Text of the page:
New York Fashion Week Day 1:

This Day/Arise Spares No Expense
And Reaps The Rewards

Pop Up Report:

Target McQ Market Is Open

New York Fashion Week Day 1:

The Marathon Featuring
Yigal Azrouël, Abaeté, Duckie Brown,
Samantha Ronson & BCBG Maz Azria

As we mentioned earlier, our runway invitations are really front-loaded this season, so on Friday morning, we took a deep breath and plunged in.
We began our day at YIGAL AZROUËL, who made waves later in the afternoon by firing his PR company, Kelly Cutrone's People's Revolution for "mismanagement" (allegedly over Cutrone seating Gubernatorial Hooker Ashley Dupré in the front row) and promptly announcing it via mass email to the press.  This is generally considered poor form. After all, if you want to badmouth your PR firm, the fashion industry has a highly sophisticated gossip network that can effectively accomplish that task. We can't help wondering if this is some sort of set up for Cutrone's recently announced reality show.
Anyway, the show was full of cozy, oversized wraps mixed with sleek flange shouldered dresses with an '80s feeling. Everything has an '80s feeling these day, but Azrouël did it without seeming slavishly referential. The show was swag free, an unfortunate, but not unforeseen trend these days.
AbaeteFW09 Next it was off to ABAETÉ at the Altman Building, our only off-site show of the day, which as we mentioned earlier was beautiful but perhaps a bit gloomy. Designer Laura Poretzky moved her show form its usual Bryant Park slot, and while we can't argue with the likely cost savings, we can't help suggesting that she may have sacrificed too much in attendance by moving her show. Commercial though they might seem, the tents have a way of pulling in a crowd that may not be so keen on making even the short trip down Sixth Avenue.
Back to the tents for DUCKIE BROWN, always a favorite of ours. Steven Cox and Daniel Silver have a clever way of commenting on the way men actually dress. This time, their collection was more classically proportioned, but punctuated with bright ski caps topped with giant pom poms. When paired with balaclavas, they had a surprisingly menacing Roman centurion look. Later models were swathed with comically oversized scarves. It's high time these guys got a UNIQLO collaboration deal, or another similar arrangement to raise their profile. Usually counted on for a gift bag full of products, this time the swag was a gift card from show sponsor McDonald's, one of Cox's first employers. We can think of few designers who will admit that they once regularly uttered the phrase "Would you like fries with that?", and the program included an amusing account of Cox's tenure there. $5 from McDonald's equals exactly two large orders of fries, and we can't complain about that.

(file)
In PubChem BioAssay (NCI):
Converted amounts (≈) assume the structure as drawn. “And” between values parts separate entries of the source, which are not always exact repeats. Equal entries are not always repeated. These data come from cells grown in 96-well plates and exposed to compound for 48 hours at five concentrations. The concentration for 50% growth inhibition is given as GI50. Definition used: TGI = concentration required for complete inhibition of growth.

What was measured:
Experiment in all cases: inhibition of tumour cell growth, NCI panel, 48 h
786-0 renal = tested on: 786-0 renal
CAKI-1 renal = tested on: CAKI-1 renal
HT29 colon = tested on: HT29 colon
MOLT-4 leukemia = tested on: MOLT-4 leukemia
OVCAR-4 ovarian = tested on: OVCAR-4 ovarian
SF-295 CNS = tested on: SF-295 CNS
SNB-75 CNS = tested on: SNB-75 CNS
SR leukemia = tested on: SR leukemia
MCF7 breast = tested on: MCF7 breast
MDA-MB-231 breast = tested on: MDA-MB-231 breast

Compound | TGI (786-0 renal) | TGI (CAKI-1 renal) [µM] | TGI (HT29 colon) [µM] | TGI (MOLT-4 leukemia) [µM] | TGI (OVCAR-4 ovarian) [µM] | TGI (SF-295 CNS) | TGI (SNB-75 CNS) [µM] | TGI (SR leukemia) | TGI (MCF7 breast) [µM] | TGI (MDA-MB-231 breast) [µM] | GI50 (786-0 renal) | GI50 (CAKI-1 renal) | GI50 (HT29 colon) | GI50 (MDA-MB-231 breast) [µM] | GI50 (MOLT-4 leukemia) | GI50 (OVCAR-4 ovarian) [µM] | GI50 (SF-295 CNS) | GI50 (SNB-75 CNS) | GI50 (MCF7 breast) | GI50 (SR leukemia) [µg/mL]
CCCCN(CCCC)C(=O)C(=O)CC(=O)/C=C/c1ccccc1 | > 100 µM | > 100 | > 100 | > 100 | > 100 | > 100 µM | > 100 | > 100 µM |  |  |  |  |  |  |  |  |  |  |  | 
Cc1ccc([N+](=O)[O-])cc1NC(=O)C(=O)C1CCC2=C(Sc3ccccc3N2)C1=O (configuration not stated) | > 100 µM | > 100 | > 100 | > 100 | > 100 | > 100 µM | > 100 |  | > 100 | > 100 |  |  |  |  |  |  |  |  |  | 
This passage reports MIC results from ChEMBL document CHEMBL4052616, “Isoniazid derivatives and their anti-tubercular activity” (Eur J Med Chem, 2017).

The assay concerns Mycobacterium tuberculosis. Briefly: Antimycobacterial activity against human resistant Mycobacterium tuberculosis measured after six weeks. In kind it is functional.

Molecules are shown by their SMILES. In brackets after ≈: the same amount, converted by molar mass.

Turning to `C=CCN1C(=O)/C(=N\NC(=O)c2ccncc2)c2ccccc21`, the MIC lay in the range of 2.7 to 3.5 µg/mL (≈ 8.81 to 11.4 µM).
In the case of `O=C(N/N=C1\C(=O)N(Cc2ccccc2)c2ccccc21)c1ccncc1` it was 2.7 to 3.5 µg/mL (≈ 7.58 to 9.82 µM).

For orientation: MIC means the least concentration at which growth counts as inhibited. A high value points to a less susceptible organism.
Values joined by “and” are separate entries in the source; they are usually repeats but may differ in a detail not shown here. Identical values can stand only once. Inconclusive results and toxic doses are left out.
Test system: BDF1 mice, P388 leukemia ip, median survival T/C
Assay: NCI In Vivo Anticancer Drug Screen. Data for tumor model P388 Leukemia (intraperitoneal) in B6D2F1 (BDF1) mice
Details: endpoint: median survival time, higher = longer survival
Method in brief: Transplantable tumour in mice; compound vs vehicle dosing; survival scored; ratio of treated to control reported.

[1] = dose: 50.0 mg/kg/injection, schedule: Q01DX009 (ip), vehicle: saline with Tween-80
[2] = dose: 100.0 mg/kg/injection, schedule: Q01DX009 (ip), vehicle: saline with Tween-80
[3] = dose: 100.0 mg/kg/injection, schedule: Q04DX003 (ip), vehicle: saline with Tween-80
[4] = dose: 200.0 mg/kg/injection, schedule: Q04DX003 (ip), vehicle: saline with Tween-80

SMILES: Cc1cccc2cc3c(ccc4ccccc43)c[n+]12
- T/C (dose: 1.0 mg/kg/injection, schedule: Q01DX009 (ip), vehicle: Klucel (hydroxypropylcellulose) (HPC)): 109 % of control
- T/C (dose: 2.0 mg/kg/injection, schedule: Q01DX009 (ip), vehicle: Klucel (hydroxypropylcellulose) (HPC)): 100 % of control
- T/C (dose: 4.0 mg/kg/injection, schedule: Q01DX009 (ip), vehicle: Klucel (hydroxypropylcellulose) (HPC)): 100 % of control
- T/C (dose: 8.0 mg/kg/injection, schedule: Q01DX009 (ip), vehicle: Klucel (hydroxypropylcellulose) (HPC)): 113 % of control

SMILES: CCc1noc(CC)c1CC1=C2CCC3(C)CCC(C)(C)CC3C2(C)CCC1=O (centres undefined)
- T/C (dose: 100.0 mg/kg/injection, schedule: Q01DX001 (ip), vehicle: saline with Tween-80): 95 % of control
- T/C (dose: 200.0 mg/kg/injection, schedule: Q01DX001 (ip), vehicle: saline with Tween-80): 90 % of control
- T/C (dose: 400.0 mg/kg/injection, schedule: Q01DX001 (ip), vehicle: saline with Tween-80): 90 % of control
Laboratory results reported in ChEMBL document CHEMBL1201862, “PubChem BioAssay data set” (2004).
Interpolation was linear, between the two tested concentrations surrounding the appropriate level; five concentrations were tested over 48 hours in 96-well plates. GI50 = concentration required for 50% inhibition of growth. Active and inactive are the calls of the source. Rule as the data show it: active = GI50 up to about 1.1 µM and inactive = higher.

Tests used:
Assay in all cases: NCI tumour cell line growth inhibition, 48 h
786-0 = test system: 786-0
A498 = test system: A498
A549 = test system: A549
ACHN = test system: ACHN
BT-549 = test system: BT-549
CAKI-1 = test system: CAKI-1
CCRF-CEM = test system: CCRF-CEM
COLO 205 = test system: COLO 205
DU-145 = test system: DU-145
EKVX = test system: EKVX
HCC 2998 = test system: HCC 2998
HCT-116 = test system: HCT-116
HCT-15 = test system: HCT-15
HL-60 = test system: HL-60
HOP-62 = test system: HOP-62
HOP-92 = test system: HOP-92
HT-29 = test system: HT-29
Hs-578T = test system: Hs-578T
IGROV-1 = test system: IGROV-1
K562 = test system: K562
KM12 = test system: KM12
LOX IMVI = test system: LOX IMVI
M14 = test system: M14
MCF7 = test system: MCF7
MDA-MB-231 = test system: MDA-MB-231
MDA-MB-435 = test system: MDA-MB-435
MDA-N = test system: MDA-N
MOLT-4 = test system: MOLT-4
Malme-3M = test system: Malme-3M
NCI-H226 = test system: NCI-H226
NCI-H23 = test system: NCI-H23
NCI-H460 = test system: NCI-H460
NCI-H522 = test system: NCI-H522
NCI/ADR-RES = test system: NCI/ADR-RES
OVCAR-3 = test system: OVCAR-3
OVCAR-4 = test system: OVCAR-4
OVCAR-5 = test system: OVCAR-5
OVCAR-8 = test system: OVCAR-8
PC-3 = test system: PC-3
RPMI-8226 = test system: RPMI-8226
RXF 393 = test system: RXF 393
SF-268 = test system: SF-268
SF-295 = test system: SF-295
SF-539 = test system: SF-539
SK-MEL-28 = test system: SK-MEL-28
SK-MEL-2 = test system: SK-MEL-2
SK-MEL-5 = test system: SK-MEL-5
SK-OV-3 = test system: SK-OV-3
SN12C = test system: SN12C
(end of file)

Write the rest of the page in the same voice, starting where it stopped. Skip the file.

Plowing through, it was on to CHARLOTTE RONSON, whose show we had never attended. Thank God we had a seat, because the pre-show action was centered around a game the photographers could call, "Find The LohanRonson Lohan". Lindsay Lohan is famously Charlotte's sister Samantha's current girlfriend, and inexplicably, the press fascination with her continues despite the fact that her last hit movie was, what, five years ago?
First La Lohan is spotted next to Samantha in the DJ booth. Then, when she made her way to the front row, a paparazzi frenzy erupted with a zeal that nearly trampled The New York Times' hapless Bill Cunningham, who certainly deserves more respectful treatment. Security was called in to break up the flashing mess, and remained as a phalanx shielding the starlet until the show began.
Ronson played '40s standards from Benny Goodman and the Andrews Sisters for her sister which was odd since the clothes really looked like '80s rocker wear followed by '90s grunge plaid. Go figure.
We had little time to contemplate this dichotomy before we hit BCBG, our first show in the big tent. This one is also a starlet magnet, and Max Azria likes to seat them all in a row which we found ourselves a few rows directly behind, knowing the flashbulbs were for someone, but not knowing exactly whom.
This was BCBG's runway line, which tends to be much more expensive than the bulk of the contemporary brand's offerings, and is only sold in select stores. Azria and his creative director wife Lubov have made a signature of loosely draped dresses, making a good case for them in jewel toned velvets that looked luxurious. Unfortunately, several patchwork pieced looks recalled last season's PHI show a little too closely. Most looks were finished off with gleaming gold tights. BCBG is usually a good showcase for the most in-demand models, and Azria didn't disappoint, promising business as usual this season with a cutting edge lineup that would easily pass muster at Prada.
By this time, we were ready for a break, and food. How handy was it that we had a McDonald's gift card right in our pocket?


Those Duckie Brown hats are too awesome. I don't know if many men in Vancouver would wear them, but I certainly would.

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